In a nut shell, you would call the method distance(double lat1, double lon1, double lat2, double lon2, char unit) like so

double lat1 = getMyLatitude();
double lon1 = getMyLongitude();
double lat2 = getHisLatitude();
double lon2 = getHisLongitude();
double distance = distance(lat1, lon1, lat2, lon2, 'K');
System.out.println("Distance between me and him is "+distance+" km");

The API method as I have documented them. You can also view the original at GeoDataSource

	 * <p>This routine calculates the distance between two points (given the
	 * latitude/longitude of those points). It is being used to calculate
	 * the distance between two locations.</p>
	 * <p>Definitions: South latitudes are negative, east longitudes are positive</p>
	 * <p>Passed to function:
	 * <ul>
	 * 		<li>lat1, lon1 = Latitude and Longitude of point 1 (in decimal degrees)</li>
	 * 		<li>lat2, lon2 = Latitude and Longitude of point 2 (in decimal degrees)</li>
	 * 		<li>unit = the unit you desire for results
	 * 			<ul>
	 * 				<li>where: 'M' is statute miles</li>
	 * 				<li>'K' is kilometers (default) </li>
	 * 				<li>'N' is nautical miles</li>
	 * 			</ul>
	 * 		</li>
	 * </ul>
	 * Worldwide cities and other features databases with latitude longitude
	 * are available at</p>
	 * <p>For enquiries, please contact</p>
	 * <p>Official Web site:</p>
	 * <p> (C) All Rights Reserved 2013</p>
	 * @param lat1 - latitude point 1
	 * @param lon1 - longitude point 1
	 * @param lat2 - latitude point 2
	 * @param lon2 - longitude point 2
	 * @param unit - unit of measure (M, K, N)
	 * @return the distance between the two points
	public static final double distance(double lat1, double lon1, double lat2, double lon2, char unit)
		double theta = lon1 - lon2;
		double dist = Math.sin(deg2rad(lat1)) * Math.sin(deg2rad(lat2)) + Math.cos(deg2rad(lat1)) * Math.cos(deg2rad(lat2)) * Math.cos(deg2rad(theta));
		dist = Math.acos(dist);
		dist = rad2deg(dist);
		dist = dist * 60 * 1.1515;
		if (unit == 'K') {
			dist = dist * 1.609344;
		else if (unit == 'N') {
			dist = dist * 0.8684;
		return (dist);

	 * <p>This function converts decimal degrees to radians.</p>
	 * @param deg - the decimal to convert to radians
	 * @return the decimal converted to radians
	private static final double deg2rad(double deg)
		return (deg * Math.PI / 180.0);

	 * <p>This function converts radians to decimal degrees.</p>
	 * @param rad - the radian to convert
	 * @return the radian converted to decimal degrees
	private static final double rad2deg(double rad)
		return (rad * 180 / Math.PI);

PGP Cryptography With The Legion of the Bouncy Castle – Part 3

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Continuing my 5 part series on using the Bouncy Castle API to create your own Java library to manage Private / Public key pairs. Part 2 went over digitally signing and verifying messages using the generated key pair from Part 1. Also, just a note, the signature generation from Part 2 are not detached signatures, they’re embedded within the information. I’ll talk about why I prefer to do this when we get to Part 4.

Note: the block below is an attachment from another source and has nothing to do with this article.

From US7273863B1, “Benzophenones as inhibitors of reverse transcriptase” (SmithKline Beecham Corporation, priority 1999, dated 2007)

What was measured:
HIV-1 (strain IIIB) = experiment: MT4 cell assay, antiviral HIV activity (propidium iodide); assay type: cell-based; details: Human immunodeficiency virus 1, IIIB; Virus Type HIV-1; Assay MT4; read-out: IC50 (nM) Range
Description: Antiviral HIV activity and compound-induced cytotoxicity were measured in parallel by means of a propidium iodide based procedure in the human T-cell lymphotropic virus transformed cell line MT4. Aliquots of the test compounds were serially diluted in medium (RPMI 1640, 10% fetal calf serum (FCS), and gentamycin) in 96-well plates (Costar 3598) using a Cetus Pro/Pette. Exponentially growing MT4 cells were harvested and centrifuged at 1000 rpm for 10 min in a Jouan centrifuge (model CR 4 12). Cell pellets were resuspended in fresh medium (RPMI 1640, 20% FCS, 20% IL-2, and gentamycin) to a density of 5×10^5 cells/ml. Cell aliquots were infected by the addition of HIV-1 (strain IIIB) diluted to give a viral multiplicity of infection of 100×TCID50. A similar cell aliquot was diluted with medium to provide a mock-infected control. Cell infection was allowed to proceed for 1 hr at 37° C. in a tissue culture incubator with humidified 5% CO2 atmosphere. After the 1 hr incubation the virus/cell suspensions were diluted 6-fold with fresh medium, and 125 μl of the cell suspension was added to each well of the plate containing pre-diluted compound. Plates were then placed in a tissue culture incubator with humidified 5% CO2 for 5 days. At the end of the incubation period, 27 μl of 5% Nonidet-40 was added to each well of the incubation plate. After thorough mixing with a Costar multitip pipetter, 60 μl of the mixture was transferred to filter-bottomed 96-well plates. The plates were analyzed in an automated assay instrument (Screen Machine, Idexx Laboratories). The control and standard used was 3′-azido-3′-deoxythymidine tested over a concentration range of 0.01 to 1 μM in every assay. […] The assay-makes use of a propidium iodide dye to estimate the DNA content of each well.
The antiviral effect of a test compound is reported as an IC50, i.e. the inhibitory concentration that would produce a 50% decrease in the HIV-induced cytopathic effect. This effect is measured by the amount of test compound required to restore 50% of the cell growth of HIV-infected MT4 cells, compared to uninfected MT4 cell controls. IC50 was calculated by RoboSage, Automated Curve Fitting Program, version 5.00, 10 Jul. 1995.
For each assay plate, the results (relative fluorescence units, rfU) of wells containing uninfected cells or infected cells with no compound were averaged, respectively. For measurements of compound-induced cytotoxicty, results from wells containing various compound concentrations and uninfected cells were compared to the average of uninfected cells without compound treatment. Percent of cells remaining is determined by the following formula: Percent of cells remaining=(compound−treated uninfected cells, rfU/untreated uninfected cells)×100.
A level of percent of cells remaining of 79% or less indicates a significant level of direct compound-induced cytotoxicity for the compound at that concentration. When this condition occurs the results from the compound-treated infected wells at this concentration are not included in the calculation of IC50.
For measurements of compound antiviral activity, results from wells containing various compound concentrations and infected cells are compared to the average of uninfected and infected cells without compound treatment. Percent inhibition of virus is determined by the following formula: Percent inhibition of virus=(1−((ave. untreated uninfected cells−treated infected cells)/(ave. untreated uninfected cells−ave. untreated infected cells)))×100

Encryption is done using the recipients public key and does not require us to enter a pass phrase. When the recipient receives the encrypted message they will need to enter their pass phrase in order to decrypt the message. This is mainly so because their public key is protected by password based symmetric encryption inside the key ring.

Below we add the encrypt and decrypt methods to our PGPCryptoTools source file.

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PGP Cryptography With The Legion of the Bouncy Castle – Part 2

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In part 1 I went over PGP Key pair generation, DSA/El Gamal key pairs to be exact, and how we can generate them using the Legion of the Bouncy Castle cryptography API. These key pairs can be imported directly into PGP for use or used programmatically via the Bouncy Castle API.

OK, so now that we know how to generate our PGP key pair we now will learn how to digitally sign and verify files. Signing files allows our recipient to verify the authenticity of the origin of the file we send them. It also verifies the integrity of the file as well.

Signing a file

  • PGP Private Key of sender
  • Private Key Passphrase

Verifying a file

  • Public Key of sender

To make a developers life easier I’ve decided to create a static class called PGPCryptoTools which include the sign and verify methods. One just has to send the appropriate parameters (as shown in the bullet points above) to sign and verify files.

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PGP Cryptography With The Legion of the Bouncy Castle – Part 1

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Some of my favorite things to do in software engineering is use libraries with cool names. Nothing beats The Legion of the Bouncy Castle. I like that name so much that I decided to just start using it! Well actually I really needed to use PGP cryptography in one of my projects and though it would be nice to blog about it, but yeah cool name though.

So one of the tricky issues with using Bouncy Castle (we seriously do it a disservice by shortening its amazing name to just 2 words) is the lack of proper, complete and friendly documentation. You may find many articles on the net or tutorials, but I found them way too complex and some just didn’t know what they were doing.

The best option was to look at the Bouncy Castle source code and go directly to their examples package. There they give some pretty good examples and enough to build your own tools for their API. In this part of my series I will go over generating a full fledged DSA/El Gamal PGP Key Ring that is importable into PGP.